Nerfing Infravision/Darkvision, your houserules & ideas?

There is a meme “Infravision was a mistake, change my mind”. I agree with the sentiment and feel even Darkvision is still too powerful.

To me, having one or several PCs that can see rather well in pitch dark for about 20 meters and absolutely perfectly in dim conditions for same distance is suspense breaking/OP. -> 5E says:

“Darkvision. Accustomed to life underground, you have superior vision in dark and dim conditions. You can see in dim light within 60 feet of you as if it were bright light, and in darkness as if it were dim light. You can’t discern color in darkness, only shades of gray.”

This rule leads to odd situation where characters that have infravision always have to scout ahead in dark environments or that torches are not needed, or that people want to play certain races purely for this very advantageous game mechanic/advantage. I mean even if you really want to RP an effective dungeon delving or cat-burglar thief, and from a purely RP perspective would prefer to play a human, you might still never pick human and lose out on Darkvision, it is just too big a disadvantage.

I am not into resource management much, but in terms of needing torches or oil lamps or spells in any oppressive, dark, underground and dangerous places, or else having to be extremely careful, I am into that. I think it substantially adds to atmosphere and the good kinds of risk or scary situations.

What are your house rules? Do you know any blog that came up with far “harder” and less OP infravision or darkvision rule?

My own houserule:

" Infravision (Darkvision) for PCs is very limited and does not detect temperature in any way. It is akin to having a small candle in your hand, except you barely see colour, you see primarily shades of grey, objects and things (very) close by are very clear, anything beyond a few meters rapidly gets fainter and fainter, harder and harder to make out. The maximum range for infravision in pitch dark is 20 meters, beyond that you can not make anything out at all /it is like having no infravision. Torches, lamps or other light sources are important for any character, if to a slightly lesser degree for PCs with infravision."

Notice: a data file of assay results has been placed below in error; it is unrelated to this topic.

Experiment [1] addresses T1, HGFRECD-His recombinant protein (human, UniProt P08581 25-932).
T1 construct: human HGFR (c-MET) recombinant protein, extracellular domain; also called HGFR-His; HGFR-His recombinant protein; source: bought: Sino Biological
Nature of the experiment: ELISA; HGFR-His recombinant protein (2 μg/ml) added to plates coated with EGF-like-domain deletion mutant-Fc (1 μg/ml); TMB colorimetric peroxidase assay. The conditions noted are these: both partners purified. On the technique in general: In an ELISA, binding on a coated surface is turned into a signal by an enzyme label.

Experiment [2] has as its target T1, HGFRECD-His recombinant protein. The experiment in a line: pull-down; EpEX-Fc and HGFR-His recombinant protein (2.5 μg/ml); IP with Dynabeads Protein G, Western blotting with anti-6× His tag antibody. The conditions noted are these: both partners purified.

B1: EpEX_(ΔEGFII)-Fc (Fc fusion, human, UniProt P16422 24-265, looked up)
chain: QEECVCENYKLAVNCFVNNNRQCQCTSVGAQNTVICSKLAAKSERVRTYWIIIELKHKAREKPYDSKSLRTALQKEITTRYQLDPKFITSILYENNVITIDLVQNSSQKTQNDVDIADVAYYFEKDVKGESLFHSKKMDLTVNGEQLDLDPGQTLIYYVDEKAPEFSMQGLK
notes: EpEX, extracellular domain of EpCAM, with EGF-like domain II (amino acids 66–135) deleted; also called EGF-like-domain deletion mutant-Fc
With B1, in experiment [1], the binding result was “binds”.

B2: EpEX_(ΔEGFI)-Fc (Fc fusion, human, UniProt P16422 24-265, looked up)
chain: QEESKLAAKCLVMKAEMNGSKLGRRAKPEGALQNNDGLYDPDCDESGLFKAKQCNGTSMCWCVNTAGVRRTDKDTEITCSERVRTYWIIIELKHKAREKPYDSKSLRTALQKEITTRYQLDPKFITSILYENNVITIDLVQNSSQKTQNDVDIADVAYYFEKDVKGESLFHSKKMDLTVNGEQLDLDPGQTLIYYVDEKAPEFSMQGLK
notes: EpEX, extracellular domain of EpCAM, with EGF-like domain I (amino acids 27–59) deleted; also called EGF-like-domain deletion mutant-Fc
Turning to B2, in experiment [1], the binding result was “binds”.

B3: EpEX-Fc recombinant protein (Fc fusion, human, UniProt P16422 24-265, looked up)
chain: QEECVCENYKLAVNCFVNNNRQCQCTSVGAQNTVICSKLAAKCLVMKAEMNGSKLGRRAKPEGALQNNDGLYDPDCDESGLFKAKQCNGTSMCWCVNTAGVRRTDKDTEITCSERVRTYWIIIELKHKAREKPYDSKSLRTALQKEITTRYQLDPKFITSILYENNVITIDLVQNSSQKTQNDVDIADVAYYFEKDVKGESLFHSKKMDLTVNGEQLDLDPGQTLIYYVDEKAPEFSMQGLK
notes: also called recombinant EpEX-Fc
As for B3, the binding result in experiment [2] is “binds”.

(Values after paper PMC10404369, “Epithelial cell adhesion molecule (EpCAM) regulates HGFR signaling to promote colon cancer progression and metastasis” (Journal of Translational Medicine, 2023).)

Perhaps it is too harsh? Any tweaks?

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and in darkness as if it were dim light.

In 5e dim light causes perception checks relying on vision to be at disadvantage. Very not OP. No one remembers this. Sending darkvision only characters ahead to scout is not very affective. Still not happy with how “powerful” DV is, could extend disadvantage to any check requiring sight such as sneaking…

Your description “akin to having a small candle” sounds very much like dim light to me.

In a non 5e OSR game; Infravision, meh the characters are at risk of death, have everything stacked against them, I have no problem with giving them “super” powers. Infravision is pretty niche as far as powers go.

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A few options:

Being able to hear heartbeats perfectly, useful for detecting prey, fear etc.
Being able to talk to stone a set number of times per day (my preferred one for dwarves)
Being able to shine light out of your eyes

I just don’t give infravision/darkvision to player characters, period.


Thanks for answer, first post right? Welcome. :slight_smile: The reason why I uses the candle and my description is because the way 5e describes it, it makes no distinction between how well you see with Darkvision 2 meters in front of you or 18 meters (= the limit of 60 feet) which I find both illogical and suspension breaking and somewhat OP. Especially because in Dim light you see perfectly.

In most dungeon scenarios or even many caves it will be rare that being able to see more than 18 meters is really needed. In essence any PC with Darkvision will not (truly) need any torches in almost any dungeon setting/room/area.

You make a good point about the perception checks/disadvantage, but I am trying to get away from more rolls and checks, ideally more towards description on my and the players part,. conversations about how dark the environment is, how exactly the players navigate this darkness. Still, a check is certainly a way to make it more dangerous.

One of the problem I have is, that if there is an Orc just standing silently in dim light, in middle of a hallway, 17 meters away a character with Darkvision as per 5E would always and absolutely see the Orc as clear as day. And no check would be allowed if I followed the rules to a T. If same situation but pitch black, the PC would still interpret the rules as it being very unlikely the PC would not see the orc. Of course I could force a check and even give disadvantage but the PC would likely feel I was doing them a bit dirty, due to RAW.